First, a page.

Finally, the told() method in line 30 is called by the plugin framework whenever somebody says something in the chat room. Besides a pointer to the plugin object, told() is given a message hash with the sender ID and message content in the who and body keys. The module then calls the DateTime object's now() method to get the current time as a DateTime object – which is exactly the format in which Cache::Historical expects its timestamps. The time_zone parameter is set to "local" for the now() method to make sure that the timestamp is based in the current time zone. The told() method returns an empty string to the framework to indicate that it is not sending a message back to the chat room. The plugin is only interested in silently logging the conversation.

The script in Listing 3 starts a bot that loads the new log module and then joins a channel on the IRC server. Optionally, you can specify an array of channels that the bot joins at the same time. The load() method in line 23 will find the Log.pm module either in the current directory or in the framework's plugin directory, which is typically /usr/local/lib/perl5/site_perl/5.x/Bot/BasicBot/Pluggable. Log4perl sets the script's logging level to $ERROR in line 8; if you want the script to print the details of incoming messages and how it stored them for debugging purposes, you can change the level to $DEBUG.

Listing 3



If you want to see what the database content looks like on disk, you can peek behind the storage module's drapes: As you can see in Figure 4, it creates an SQLite database and a matching schema – without any intervention on the part of the bot programmer – and stores each incoming message in one line of a table. The entries are numbered sequentially with IDs and have a timestamp in column two, the chat room in column four, and the message itself in column five. The third column, upd_time, is not really interesting because Cache::Historical uses it for internal purposes. Because the module only provides one field in which to store the value, Log.pm simply bundles the sender and the message into a string, adding a colon and a blank to distinguish the two.

Figure 4: The Cache::Historical module stores the data in an SQLite database.

However, this format is not of much interest because Cache::Historical offers a values() method that returns all the messages stored under a specific key (the chat room) in reverse chronological order. Listing 4 shows the implementation, and Figure 5 shows the output from the script.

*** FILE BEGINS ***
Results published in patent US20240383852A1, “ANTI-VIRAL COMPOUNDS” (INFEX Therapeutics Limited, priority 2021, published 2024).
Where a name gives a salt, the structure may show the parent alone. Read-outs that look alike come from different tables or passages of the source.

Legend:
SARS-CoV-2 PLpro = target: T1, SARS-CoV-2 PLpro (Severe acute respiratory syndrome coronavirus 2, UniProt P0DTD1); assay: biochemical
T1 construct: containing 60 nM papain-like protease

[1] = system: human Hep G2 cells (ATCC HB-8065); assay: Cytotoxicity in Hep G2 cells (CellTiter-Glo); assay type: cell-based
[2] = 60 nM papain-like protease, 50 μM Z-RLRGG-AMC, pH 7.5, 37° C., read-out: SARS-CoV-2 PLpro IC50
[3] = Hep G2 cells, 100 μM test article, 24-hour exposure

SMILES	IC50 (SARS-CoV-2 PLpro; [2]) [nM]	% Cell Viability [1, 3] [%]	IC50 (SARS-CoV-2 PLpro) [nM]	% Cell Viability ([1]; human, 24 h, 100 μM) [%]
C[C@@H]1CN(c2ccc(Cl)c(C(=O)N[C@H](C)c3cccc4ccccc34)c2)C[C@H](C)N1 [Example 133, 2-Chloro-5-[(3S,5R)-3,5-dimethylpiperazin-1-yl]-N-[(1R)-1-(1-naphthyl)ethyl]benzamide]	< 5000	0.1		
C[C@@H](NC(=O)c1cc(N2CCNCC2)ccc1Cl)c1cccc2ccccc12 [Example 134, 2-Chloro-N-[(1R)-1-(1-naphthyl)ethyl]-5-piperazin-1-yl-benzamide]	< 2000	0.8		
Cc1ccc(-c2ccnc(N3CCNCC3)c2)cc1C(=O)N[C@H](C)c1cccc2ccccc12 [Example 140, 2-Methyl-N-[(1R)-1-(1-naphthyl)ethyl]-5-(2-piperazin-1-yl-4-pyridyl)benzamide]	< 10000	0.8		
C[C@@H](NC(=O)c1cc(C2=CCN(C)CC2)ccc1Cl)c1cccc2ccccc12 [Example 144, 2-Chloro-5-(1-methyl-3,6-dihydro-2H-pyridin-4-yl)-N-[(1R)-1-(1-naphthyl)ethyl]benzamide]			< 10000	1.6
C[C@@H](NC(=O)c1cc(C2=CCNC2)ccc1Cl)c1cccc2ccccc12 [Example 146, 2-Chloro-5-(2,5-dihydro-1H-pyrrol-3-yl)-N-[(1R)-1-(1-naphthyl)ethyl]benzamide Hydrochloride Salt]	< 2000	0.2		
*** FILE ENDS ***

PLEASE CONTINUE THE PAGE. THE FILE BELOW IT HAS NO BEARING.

Listing 4



Figure 5: The logdump script sends the eavesdropped conversation as stored in the SQLite database to standard output.


The required modules, Bot::BasicBot:: Pluggable, Cache::Historical, and Log::Log4perl are available from CPAN and installed from the CPAN Shell, which automatically resolves dependencies. In the logbot script, you need to modify the name of the chat room you want to monitor and the IRC server you will use before you launch the bot. The Cache::Historical module automatically sets up the SQLite database and the required schema. Other than modifying the $SQLITE_FILE variable to match the path to the database file, no preparation is required. Now you can eavesdrop on conferences and know what people are talking about behind your back, even while you are presenting! The script doesn't even need to run on the laptop you are using for your talk (which could have WiFi disabled): It can be launched somewhere on the Internet and its results checked at a later time.


  1. Listings for this article: ftp://www.linux-magazin.de/pub/listings/magazin/2009/11/Perl
  2. "How Cool is Perl?" by Michael Schilli, Linux Magazine, April 2006, http://www.linuxpromagazine.com/Issues/2006/65/HOW-COOL-IS-PERL

The Author

Michael Schilli works as a software engineer with Yahoo! in Sunnyvale, California. He is the author of Goto Perl 5 (German) and Perl Power (English), both published by Addison-Wesley, and he can be contacted at mailto:mschilli@perlmeister.com. Michael's homepage is at http://perlmeister.com.